Youth enrolment in Tevet institutions at 2.2%–report

 

Despite recent government investments in technical colleges, findings of a youth inclusion study have revealed that only 2.2 percent of the country’s youths enrol in public vocational skills training institutions yearly.

The report, by Organisation for Economic Cooperation and Development (OECD), has attributed the development to high education level requirements for one to enrol in the institutions.

Kasaila (L) meets Gerrmann at the
meeting yesterday

OECD has, therefore, recommended that government should increase the number of Technical Entrepreneurship and Vocational Education Training (Tevet) institutions, courses and offerings with lower entry requirement if the country is to develop in this field.

Speaking in Lilongwe yesterday when he presided over the official launch of the Youth Well-Being Policy Review European Union (EU)-OECD youth inclusion project, Minister of Labour, Youth, Sports and Manpower Development Francis Kasaila assured youths in the country that government will consider the recommendations of the project.

He said: “We will seriously look into the recommendations made today and youths should be able to see robust coordination going forward and ensuring that the aspirations of our youth in the country are taken on board..”

Commenting on the high unemployment rate among youths in the country which is also one of the OECD findings, Kasaila said government is focusing on providing entrepreneurship skills to enable youths carry out some small-scale businesses rather than providing employment to them.

In his remarks at the event, EU Ambassador Marchel Gerrmann urged government and other stakeholders to invest in youths education.

“It is crucial that the youth are educated as it will allow them to enter the workforce and make a decent living for themselves and their families.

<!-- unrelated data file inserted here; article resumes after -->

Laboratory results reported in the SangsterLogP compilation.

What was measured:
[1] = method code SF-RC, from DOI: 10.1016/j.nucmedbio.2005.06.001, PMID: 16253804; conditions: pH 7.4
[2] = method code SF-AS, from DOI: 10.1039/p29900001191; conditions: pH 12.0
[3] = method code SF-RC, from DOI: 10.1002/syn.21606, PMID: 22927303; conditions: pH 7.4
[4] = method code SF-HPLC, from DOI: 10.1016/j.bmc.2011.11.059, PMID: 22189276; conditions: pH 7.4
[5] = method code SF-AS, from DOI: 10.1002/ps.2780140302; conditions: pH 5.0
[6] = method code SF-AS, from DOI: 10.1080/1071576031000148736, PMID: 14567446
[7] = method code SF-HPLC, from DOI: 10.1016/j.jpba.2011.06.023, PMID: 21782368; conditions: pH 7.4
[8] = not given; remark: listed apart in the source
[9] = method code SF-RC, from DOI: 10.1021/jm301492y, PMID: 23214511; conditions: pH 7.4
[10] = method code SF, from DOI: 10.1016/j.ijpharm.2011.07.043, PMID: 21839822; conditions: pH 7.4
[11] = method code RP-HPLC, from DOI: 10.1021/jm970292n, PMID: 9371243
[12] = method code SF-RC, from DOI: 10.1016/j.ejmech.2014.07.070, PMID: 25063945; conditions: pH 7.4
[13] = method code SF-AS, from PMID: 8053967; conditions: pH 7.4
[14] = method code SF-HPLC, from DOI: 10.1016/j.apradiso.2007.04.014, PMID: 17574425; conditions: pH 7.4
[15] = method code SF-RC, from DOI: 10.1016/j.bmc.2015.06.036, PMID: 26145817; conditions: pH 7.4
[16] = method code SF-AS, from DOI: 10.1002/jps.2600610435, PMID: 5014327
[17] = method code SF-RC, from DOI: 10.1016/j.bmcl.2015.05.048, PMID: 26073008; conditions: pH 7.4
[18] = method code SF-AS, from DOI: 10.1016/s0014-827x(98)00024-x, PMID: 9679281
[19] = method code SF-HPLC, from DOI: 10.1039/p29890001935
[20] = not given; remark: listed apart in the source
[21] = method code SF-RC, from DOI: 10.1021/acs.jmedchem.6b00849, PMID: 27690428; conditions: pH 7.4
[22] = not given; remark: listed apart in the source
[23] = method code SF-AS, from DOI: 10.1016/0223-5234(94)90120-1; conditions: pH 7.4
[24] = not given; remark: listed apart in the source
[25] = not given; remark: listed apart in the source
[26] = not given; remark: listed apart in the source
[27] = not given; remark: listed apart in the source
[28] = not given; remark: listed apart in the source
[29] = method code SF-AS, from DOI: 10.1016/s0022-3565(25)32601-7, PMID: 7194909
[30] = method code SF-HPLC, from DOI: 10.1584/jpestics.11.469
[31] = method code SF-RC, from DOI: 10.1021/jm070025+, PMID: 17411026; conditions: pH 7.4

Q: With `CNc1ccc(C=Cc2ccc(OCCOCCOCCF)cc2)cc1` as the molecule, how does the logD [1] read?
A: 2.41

“In turn, they will contribute to the national development by paying taxes, setting up small enterprises and participating actively in society,” he said.

Gerrmann said according to the Youth Well-Being Policy Review report, 46 percent of the country’s  population is aged under 15 years while the youth  aged between 15 and 29 represent over a quarter of the population.

The youth inclusion project, which is being co-financed by the EU in Malawi, has also been implemented in 10 other countries across the world.

The project, which has been running since 2015, seeks to support countries to better respond to aspirations of young people and their involvement in national development processes. n

 

 

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  1. If the enrolment is 2.2percent the government is to blame….the government doesn’t know the importance of technical colleges to young people am 100percent.. because youth or children of those responsible for these colleges are having an upper hand of universities or private colleges.
    Kamuzu used to pay companies or factories for young people to do practicals as they are studying at these institutions today its all about connections.
    Now companies are getting scared to take these young people in case of accidents at work who can be responsible? GOVERNMENT PLEASE PUT MORE MONEY , KNOW THE values of these institutions to young people. These days its like is for the under privileged. Hence young people are not getting the real quality of it.

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